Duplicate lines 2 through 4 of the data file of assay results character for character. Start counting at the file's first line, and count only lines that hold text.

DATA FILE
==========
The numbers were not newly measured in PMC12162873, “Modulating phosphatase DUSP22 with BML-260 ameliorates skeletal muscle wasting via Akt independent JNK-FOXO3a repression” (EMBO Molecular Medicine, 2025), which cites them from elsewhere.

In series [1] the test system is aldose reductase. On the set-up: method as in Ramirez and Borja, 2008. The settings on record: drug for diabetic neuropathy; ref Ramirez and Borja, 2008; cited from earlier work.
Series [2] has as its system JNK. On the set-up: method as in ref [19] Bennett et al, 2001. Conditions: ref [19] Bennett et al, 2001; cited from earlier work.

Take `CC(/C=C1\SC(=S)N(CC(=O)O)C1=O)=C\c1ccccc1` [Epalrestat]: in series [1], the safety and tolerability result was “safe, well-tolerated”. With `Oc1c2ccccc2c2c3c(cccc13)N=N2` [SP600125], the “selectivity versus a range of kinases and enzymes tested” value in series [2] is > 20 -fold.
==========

In series [1] the test system is aldose reductase. On the set-up: method as in Ramirez and Borja, 2008. The settings on record: drug for diabetic neuropathy; ref Ramirez and Borja, 2008; cited from earlier work.
Series [2] has as its system JNK. On the set-up: method as in ref [19] Bennett et al, 2001. Conditions: ref [19] Bennett et al, 2001; cited from earlier work.

Take `CC(/C=C1\SC(=S)N(CC(=O)O)C1=O)=C\c1ccccc1` [Epalrestat]: in series [1], the safety and tolerability result was “safe, well-tolerated”. With `Oc1c2ccccc2c2c3c(cccc13)N=N2` [SP600125], the “selectivity versus a range of kinases and enzymes tested” value in series [2] is > 20 -fold.